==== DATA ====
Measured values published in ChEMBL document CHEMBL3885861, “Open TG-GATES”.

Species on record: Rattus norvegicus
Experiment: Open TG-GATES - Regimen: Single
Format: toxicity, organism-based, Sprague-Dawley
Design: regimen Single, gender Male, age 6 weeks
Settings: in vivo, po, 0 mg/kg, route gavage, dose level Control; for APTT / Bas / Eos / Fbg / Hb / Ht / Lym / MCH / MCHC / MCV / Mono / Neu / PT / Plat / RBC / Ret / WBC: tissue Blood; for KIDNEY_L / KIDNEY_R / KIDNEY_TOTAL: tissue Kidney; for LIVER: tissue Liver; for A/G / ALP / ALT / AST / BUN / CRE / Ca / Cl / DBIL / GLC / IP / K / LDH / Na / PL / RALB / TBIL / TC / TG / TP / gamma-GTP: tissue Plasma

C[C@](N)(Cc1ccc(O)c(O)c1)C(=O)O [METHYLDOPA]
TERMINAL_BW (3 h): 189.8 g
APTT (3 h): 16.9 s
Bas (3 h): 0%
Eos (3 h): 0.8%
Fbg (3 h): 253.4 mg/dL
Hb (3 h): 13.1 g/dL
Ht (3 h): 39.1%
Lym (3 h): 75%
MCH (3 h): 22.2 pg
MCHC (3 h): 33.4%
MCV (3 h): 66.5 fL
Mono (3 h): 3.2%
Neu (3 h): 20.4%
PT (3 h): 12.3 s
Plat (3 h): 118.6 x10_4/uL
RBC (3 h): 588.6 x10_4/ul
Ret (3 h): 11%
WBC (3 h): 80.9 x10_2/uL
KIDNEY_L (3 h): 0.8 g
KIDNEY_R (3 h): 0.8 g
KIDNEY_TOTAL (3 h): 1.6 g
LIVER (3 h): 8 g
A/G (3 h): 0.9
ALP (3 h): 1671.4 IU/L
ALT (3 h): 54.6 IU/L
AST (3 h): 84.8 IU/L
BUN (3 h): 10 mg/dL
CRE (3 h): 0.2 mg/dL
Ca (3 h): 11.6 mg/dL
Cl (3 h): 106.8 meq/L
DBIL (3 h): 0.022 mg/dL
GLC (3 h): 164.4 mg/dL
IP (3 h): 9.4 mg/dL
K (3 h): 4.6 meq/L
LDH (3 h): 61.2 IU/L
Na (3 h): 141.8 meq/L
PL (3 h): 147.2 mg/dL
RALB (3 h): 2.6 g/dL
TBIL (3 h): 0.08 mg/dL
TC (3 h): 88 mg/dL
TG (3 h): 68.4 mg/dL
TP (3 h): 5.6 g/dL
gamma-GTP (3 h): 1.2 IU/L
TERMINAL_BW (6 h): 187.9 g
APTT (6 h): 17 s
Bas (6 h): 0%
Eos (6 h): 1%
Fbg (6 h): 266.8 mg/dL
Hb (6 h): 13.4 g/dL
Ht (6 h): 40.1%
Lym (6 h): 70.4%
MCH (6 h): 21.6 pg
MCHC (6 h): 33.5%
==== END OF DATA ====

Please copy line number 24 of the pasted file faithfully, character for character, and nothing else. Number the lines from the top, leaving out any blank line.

Ret (3 h): 11%